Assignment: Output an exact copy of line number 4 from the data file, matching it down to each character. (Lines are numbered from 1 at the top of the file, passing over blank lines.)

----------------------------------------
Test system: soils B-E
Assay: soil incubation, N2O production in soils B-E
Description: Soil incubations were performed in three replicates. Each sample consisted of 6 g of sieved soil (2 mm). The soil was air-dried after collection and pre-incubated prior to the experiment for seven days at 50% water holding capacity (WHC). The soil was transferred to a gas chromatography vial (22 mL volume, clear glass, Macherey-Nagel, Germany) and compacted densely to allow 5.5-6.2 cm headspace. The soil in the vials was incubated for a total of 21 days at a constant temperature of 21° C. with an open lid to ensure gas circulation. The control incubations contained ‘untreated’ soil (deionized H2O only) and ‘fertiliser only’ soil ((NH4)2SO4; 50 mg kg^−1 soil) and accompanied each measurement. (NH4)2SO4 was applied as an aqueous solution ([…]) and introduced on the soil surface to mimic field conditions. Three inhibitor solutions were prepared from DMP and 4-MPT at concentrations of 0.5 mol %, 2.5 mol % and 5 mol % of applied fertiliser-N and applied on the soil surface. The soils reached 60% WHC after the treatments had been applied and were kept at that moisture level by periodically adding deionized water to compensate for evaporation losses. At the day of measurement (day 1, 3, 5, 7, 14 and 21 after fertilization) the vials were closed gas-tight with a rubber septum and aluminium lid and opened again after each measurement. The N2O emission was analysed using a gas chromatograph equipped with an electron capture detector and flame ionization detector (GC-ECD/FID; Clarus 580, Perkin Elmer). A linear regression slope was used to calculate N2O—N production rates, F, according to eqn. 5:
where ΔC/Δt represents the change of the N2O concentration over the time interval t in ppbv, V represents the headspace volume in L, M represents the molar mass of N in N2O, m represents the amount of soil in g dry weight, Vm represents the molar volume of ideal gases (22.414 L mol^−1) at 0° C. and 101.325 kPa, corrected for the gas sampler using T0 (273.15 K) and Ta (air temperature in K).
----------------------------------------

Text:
where ΔC/Δt represents the change of the N2O concentration over the time interval t in ppbv, V represents the headspace volume in L, M represents the molar mass of N in N2O, m represents the amount of soil in g dry weight, Vm represents the molar volume of ideal gases (22.414 L mol^−1) at 0° C. and 101.325 kPa, corrected for the gas sampler using T0 (273.15 K) and Ta (air temperature in K).